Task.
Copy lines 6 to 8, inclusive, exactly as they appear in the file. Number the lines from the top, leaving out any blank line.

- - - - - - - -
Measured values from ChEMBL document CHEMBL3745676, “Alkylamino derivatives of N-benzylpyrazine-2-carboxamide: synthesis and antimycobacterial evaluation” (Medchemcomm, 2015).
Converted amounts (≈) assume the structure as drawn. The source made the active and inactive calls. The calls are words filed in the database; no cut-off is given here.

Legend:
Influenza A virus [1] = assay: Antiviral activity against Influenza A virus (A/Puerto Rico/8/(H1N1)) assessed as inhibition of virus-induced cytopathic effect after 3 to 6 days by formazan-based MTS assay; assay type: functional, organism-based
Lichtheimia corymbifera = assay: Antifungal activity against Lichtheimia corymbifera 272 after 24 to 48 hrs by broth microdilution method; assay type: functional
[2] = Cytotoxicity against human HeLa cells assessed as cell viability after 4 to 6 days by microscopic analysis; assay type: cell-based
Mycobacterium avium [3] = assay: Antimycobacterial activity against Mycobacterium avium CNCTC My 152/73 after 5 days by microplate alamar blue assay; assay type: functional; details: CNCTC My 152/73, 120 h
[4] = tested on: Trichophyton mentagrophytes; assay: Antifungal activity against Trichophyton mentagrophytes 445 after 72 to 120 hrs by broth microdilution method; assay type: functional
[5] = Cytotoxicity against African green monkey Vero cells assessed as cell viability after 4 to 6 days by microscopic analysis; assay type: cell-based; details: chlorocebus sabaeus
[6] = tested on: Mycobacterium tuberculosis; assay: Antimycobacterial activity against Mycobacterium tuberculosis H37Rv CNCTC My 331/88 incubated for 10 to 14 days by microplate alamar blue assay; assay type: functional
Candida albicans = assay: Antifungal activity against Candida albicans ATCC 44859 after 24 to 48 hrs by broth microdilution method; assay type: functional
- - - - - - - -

[2] = Cytotoxicity against human HeLa cells assessed as cell viability after 4 to 6 days by microscopic analysis; assay type: cell-based
Mycobacterium avium [3] = assay: Antimycobacterial activity against Mycobacterium avium CNCTC My 152/73 after 5 days by microplate alamar blue assay; assay type: functional; details: CNCTC My 152/73, 120 h
[4] = tested on: Trichophyton mentagrophytes; assay: Antifungal activity against Trichophyton mentagrophytes 445 after 72 to 120 hrs by broth microdilution method; assay type: functional